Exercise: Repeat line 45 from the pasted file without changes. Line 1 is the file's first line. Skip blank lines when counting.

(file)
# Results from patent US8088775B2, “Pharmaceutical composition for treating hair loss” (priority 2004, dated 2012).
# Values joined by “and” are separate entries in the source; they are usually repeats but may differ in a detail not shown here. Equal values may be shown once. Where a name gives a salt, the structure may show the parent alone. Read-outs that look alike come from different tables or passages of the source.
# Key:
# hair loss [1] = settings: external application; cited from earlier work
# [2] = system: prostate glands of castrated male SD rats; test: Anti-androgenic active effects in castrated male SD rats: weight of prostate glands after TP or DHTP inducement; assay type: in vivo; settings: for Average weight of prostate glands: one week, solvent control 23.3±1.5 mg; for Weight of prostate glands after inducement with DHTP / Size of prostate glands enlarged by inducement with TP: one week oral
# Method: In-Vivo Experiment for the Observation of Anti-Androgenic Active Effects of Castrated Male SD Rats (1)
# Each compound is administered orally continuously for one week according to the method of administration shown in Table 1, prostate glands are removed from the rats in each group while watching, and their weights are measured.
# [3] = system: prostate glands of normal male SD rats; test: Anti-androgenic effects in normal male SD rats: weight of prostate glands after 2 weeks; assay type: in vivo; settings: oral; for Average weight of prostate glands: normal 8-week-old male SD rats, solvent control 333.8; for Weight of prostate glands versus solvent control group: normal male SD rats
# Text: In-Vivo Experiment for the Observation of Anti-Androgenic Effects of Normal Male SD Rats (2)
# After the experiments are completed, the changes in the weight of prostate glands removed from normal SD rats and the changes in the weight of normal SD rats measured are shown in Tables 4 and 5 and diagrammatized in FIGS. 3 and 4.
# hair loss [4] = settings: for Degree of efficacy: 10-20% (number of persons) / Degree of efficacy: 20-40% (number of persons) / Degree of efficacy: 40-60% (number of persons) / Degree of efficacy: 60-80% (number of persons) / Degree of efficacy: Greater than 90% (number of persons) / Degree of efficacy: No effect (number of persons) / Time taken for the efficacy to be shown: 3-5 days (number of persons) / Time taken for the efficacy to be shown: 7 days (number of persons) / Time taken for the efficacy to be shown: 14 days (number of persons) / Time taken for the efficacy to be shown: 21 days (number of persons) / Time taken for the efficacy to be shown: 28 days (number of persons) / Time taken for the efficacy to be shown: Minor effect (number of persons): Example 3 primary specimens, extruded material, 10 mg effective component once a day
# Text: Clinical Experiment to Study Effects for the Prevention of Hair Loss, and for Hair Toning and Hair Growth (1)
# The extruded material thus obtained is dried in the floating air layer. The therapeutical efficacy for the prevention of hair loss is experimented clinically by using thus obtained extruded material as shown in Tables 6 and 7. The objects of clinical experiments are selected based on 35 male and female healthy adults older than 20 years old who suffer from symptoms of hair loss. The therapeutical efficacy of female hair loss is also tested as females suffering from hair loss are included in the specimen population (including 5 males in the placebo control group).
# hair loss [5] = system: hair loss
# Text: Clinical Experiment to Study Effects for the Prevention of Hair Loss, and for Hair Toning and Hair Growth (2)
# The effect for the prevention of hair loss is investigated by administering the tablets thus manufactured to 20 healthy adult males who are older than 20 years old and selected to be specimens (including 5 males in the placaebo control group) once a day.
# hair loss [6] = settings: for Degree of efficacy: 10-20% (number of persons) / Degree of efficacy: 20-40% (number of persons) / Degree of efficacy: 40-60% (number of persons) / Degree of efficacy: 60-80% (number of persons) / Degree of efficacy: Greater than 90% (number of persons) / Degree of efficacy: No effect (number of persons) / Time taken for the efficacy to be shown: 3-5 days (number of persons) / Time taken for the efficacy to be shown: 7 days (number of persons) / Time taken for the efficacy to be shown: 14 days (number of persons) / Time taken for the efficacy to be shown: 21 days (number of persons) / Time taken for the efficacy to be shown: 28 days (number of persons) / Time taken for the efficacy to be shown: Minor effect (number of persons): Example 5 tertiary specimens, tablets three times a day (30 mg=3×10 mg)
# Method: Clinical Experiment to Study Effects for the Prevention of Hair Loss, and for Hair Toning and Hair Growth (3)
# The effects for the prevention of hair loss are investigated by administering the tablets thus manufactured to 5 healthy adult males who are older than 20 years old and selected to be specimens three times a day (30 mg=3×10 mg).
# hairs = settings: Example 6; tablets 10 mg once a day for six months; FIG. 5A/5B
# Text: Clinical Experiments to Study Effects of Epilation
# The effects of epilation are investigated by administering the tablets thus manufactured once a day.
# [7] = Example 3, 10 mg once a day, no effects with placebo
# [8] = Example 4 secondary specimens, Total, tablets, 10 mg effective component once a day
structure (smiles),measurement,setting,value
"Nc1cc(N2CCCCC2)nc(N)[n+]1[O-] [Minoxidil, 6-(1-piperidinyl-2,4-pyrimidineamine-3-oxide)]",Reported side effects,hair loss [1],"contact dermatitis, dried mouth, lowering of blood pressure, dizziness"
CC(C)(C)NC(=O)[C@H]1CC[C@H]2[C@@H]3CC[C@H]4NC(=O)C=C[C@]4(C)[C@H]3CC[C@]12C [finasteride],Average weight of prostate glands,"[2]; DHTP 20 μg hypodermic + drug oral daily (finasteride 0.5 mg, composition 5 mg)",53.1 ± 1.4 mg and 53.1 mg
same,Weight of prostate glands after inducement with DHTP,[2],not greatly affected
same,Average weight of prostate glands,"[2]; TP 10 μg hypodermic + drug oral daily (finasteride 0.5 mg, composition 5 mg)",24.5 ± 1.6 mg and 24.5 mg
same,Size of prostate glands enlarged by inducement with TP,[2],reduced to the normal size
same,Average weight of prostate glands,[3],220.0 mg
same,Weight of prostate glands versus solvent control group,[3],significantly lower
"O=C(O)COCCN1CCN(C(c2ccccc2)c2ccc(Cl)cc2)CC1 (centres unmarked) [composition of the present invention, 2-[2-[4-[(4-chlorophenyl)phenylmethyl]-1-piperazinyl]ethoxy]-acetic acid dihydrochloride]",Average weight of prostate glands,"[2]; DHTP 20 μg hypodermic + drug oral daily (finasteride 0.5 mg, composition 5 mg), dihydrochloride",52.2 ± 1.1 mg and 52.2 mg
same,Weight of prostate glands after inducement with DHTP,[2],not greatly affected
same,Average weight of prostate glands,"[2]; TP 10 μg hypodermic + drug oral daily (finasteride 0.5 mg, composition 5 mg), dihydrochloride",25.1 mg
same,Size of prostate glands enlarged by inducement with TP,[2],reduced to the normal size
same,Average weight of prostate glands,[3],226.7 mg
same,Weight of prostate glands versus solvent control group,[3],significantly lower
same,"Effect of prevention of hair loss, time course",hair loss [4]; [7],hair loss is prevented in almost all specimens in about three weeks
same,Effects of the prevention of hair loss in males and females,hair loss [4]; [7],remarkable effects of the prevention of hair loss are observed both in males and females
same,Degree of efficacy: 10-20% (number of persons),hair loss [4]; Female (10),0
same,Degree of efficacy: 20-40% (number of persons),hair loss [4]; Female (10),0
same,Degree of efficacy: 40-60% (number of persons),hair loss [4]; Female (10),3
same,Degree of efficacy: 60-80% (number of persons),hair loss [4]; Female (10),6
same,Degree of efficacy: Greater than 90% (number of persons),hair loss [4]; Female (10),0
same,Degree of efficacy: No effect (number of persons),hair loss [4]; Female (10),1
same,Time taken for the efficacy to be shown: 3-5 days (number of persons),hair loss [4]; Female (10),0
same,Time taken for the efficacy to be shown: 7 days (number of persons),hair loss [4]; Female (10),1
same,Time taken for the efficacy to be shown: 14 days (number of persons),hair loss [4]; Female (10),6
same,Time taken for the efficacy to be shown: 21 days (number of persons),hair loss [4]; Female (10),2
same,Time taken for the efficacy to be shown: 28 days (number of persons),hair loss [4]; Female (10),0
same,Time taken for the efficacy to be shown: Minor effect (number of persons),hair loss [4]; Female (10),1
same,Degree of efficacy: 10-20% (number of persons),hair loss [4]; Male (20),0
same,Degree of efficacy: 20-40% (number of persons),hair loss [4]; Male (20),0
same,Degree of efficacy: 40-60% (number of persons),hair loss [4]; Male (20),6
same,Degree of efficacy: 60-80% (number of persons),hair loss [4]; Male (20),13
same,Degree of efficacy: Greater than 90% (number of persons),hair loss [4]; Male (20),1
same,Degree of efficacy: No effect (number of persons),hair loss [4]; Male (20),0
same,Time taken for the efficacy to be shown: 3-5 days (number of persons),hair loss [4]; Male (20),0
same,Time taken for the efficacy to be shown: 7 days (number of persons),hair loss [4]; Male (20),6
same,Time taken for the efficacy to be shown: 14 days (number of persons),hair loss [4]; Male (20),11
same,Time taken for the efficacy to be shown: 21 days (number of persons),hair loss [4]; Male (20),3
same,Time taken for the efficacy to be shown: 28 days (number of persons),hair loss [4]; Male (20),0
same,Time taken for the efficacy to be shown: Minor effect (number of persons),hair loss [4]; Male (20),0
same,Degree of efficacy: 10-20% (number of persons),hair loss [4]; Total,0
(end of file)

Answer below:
same,Degree of efficacy: Greater than 90% (number of persons),hair loss [4]; Female (10),0